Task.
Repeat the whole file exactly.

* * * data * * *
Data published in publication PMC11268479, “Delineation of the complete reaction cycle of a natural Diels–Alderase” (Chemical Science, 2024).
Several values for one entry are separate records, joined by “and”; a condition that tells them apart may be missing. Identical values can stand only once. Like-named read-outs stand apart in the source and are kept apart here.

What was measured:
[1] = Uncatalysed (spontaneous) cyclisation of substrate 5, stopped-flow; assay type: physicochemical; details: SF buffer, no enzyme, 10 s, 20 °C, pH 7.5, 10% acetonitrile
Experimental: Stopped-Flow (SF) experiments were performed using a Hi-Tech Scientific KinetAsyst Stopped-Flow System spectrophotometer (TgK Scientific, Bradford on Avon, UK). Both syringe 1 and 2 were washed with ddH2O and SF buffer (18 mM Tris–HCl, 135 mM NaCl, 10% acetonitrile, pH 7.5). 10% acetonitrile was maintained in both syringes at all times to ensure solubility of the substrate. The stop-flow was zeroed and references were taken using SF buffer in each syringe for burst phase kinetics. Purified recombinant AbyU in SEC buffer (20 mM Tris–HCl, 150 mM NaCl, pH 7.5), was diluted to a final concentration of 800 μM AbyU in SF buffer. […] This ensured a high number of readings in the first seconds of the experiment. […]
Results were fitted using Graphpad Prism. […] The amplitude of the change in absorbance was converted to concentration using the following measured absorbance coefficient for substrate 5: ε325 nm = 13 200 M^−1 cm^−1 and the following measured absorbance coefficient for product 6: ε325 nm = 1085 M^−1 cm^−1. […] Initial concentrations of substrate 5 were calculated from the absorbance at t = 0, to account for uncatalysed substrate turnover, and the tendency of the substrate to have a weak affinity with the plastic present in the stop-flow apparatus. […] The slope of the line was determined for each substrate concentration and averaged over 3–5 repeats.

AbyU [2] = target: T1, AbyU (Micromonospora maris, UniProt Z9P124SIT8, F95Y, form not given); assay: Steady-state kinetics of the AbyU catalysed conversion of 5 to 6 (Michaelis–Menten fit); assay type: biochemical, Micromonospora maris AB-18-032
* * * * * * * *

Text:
Data published in publication PMC11268479, “Delineation of the complete reaction cycle of a natural Diels–Alderase” (Chemical Science, 2024).
Several values for one entry are separate records, joined by “and”; a condition that tells them apart may be missing. Identical values can stand only once. Like-named read-outs stand apart in the source and are kept apart here.

What was measured:
[1] = Uncatalysed (spontaneous) cyclisation of substrate 5, stopped-flow; assay type: physicochemical; details: SF buffer, no enzyme, 10 s, 20 °C, pH 7.5, 10% acetonitrile
Experimental: Stopped-Flow (SF) experiments were performed using a Hi-Tech Scientific KinetAsyst Stopped-Flow System spectrophotometer (TgK Scientific, Bradford on Avon, UK). Both syringe 1 and 2 were washed with ddH2O and SF buffer (18 mM Tris–HCl, 135 mM NaCl, 10% acetonitrile, pH 7.5). 10% acetonitrile was maintained in both syringes at all times to ensure solubility of the substrate. The stop-flow was zeroed and references were taken using SF buffer in each syringe for burst phase kinetics. Purified recombinant AbyU in SEC buffer (20 mM Tris–HCl, 150 mM NaCl, pH 7.5), was diluted to a final concentration of 800 μM AbyU in SF buffer. […] This ensured a high number of readings in the first seconds of the experiment. […]
Results were fitted using Graphpad Prism. […] The amplitude of the change in absorbance was converted to concentration using the following measured absorbance coefficient for substrate 5: ε325 nm = 13 200 M^−1 cm^−1 and the following measured absorbance coefficient for product 6: ε325 nm = 1085 M^−1 cm^−1. […] Initial concentrations of substrate 5 were calculated from the absorbance at t = 0, to account for uncatalysed substrate turnover, and the tendency of the substrate to have a weak affinity with the plastic present in the stop-flow apparatus. […] The slope of the line was determined for each substrate concentration and averaged over 3–5 repeats.

AbyU [2] = target: T1, AbyU (Micromonospora maris, UniProt Z9P124SIT8, F95Y, form not given); assay: Steady-state kinetics of the AbyU catalysed conversion of 5 to 6 (Michaelis–Menten fit); assay type: biochemical, Micromonospora maris AB-18-032